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A plume rising from a crater caused by Kilauea. Photo: Mario Tama/Getty Images

Hawaii's Kilauea volcano continues to erupt, prompting mass evacuations in the southeastern part of the Big Island.

Threat level: The situation is highly dynamic, as lava continues to flow to the surface and the lava lake in the center of the crater sinks, which could lead to bigger problems. According to the U.S. Geological Survey (USGS), the mountain could have an "explosive" eruption as a result of the current draining of the lava lake in the crater.

How it works: If the magma reaches the water table and is then covered by falling rocks, it could lead to an explosive steam explosion. This could hurl huge boulders into the air, and vault ash high into the atmosphere. (It would not be as destructive or violent an eruption as a volcano like Mount St. Helens, however.)

The numbers on Kilauea:

  • 35 years of eruptions: Kilauea has been erupting since 1983, though the recent uptick in activity began on May 3.
  • This one had a 6.9 magnitude earthquake: The current eruption was accompanied by an earthquake on May 4. This was the strongest quake to strike Hawaii since 1975.
  • About 2,000 residents have been forced to evacuate over the last week since lava began flowing out of new fissures in the ground.
  • The eruption caused 24 hours of sustained earthquakes throughout the island, as magma flowed toward the surface.
  • Lava has destroyed 36 structures including 26 homes in the area since May 3.
  • 15 volcanic vents: The Leilani Estates and Lanipuna Gardens neighborhoods are under threat from lava oozing to the surface from more than a dozen ruptures in the ground. There are 770 homes in Leilani Estates, per AP.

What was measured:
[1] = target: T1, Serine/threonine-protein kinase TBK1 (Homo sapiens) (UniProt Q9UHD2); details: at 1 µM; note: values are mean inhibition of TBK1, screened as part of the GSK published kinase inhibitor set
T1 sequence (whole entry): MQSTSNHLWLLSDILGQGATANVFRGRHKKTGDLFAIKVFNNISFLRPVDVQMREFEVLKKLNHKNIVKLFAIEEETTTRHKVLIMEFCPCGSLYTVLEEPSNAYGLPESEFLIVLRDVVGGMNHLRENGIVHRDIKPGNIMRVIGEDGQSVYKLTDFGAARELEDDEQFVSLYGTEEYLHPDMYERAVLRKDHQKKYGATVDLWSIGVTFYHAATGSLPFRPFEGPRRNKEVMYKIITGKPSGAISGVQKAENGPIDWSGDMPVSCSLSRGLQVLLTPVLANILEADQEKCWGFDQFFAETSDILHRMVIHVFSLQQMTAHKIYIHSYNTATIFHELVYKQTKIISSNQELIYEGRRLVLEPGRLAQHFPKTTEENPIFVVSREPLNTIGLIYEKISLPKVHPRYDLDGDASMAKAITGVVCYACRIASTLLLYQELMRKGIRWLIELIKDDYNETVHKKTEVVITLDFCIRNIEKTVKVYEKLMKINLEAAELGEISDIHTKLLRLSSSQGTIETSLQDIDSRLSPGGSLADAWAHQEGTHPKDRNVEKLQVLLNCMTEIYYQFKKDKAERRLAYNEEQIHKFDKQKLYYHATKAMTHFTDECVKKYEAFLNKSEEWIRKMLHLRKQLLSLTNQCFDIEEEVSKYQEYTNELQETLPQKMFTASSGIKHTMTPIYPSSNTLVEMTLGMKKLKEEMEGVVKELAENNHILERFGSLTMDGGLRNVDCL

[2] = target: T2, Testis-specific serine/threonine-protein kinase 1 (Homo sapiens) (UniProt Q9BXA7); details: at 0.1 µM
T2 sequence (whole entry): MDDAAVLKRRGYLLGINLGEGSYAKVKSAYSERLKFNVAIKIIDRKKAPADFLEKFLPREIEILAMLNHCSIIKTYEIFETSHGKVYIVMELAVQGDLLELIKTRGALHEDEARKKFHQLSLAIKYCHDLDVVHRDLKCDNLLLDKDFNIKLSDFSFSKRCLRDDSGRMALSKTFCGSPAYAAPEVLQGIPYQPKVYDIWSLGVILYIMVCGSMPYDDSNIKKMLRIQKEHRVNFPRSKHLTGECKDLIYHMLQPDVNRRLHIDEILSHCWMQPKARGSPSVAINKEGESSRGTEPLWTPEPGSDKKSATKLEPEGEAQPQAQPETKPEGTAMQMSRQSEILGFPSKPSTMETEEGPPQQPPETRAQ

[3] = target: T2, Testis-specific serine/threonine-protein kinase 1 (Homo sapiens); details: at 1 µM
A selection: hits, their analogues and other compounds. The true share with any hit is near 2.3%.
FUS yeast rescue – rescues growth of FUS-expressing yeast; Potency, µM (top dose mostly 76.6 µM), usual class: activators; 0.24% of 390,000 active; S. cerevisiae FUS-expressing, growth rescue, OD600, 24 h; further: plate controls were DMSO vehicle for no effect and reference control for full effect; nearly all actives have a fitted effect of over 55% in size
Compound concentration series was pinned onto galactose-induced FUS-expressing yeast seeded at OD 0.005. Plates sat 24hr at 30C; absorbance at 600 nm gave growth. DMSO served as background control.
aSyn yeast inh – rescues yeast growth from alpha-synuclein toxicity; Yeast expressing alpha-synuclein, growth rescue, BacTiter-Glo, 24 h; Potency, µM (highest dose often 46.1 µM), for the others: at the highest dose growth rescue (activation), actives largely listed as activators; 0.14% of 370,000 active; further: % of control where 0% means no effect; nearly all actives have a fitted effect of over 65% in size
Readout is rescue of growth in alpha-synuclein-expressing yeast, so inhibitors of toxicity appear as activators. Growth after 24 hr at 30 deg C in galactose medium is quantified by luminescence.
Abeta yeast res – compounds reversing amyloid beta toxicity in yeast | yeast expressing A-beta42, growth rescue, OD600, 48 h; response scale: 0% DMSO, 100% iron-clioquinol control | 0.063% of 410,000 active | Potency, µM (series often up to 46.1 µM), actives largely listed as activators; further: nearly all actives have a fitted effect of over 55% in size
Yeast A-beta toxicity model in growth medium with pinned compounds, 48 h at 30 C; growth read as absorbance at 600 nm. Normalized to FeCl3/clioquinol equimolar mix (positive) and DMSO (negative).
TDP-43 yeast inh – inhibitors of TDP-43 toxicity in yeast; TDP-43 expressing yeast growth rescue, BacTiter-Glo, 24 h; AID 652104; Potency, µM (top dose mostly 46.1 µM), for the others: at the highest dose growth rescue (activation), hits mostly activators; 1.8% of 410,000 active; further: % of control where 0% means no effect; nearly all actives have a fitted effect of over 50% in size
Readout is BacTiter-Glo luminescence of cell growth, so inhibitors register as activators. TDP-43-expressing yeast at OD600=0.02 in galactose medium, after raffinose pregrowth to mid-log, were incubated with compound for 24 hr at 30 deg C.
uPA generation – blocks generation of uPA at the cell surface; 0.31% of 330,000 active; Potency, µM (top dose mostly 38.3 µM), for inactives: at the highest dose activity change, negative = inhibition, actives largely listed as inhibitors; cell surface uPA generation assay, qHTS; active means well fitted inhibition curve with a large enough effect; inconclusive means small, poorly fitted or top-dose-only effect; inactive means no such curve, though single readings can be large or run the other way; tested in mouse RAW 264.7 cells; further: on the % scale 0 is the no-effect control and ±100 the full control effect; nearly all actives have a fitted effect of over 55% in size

• Unknown date and time: The USGS says that an explosive steam eruption could happen with little to no warning, and would expand the danger zone beyond just the lava fissures.

Go deeper: How the volcanic eruption in Hawaii could get worse

Go deeper

Ben Geman, author of Generate
31 mins ago - Energy & Environment

IEA analysis charts "narrow" pathway to Paris climate goal

Photovoltaic solar panels at the power plant in La Colle des Mees, Alpes de Haute Provence, southeastern France. Photo: Gerard Julien/AFP via Getty Images

The pathway for transforming global energy systems to reach net-zero emissions by 2050 is "narrow but still achievable" and demands unprecedented acceleration away from fossil fuels, an International Energy Agency report published Tuesday concludes.

Why it matters: It provides detailed analysis and estimates of what's needed for a good shot at limiting temperature rise to 1.5°C above preindustrial levels — the Paris Agreement benchmark for avoiding some of the most damaging effects of climate change.

2 hours ago - World

In photos: Deadly Cyclone Tauktae leaves trail of destruction across India

A police officer helps a public transport driver cross a flooded street due to heavy rain caused by Tropical Cyclone Tauktae in Mumbai, India, on May 17. Photo: Ashish Vaishnav/SOPA Images/LightRocket via Getty Images

Tropical Cyclone Tauktae killed at least 16 people in India after making landfall in Gujarat Monday, packing 100mph winds, and sweeping across Kerala, Karnataka, Goa and Maharashtra, per Reuters.

The big picture: The storm unleashed heavy rains and winds as authorities continued to grapple with surging infection rates and deaths from COVID-19. Over 200,000 people were evacuated from Gujarat, and ports, airports and vaccination centers shut in the state and Mumbai, Reuters reports. Tauktae weakened from a Category 3 storm into a "severe cyclonic storm" Tuesday morning local time.

5 hours ago - Politics & Policy

Scoop: Yellen wants business to help foot infrastructure bill

Treasury Secretary Janet Yellen. Photo: Alex Wong/Getty Images

Treasury Secretary Janet Yellen is heading into the belly of the beast Tuesday and asking the business community to support President Biden's $2.3 trillion infrastructure plan during a speech to the U.S. Chamber of Commerce.

Why it matters: By trying to persuade a skeptical and targeted audience, Yellen is signaling the president’s commitment to raising corporate taxes to pay for his plan. Republican senators, critical to a potential bipartisan deal, oppose any corporate tax increase.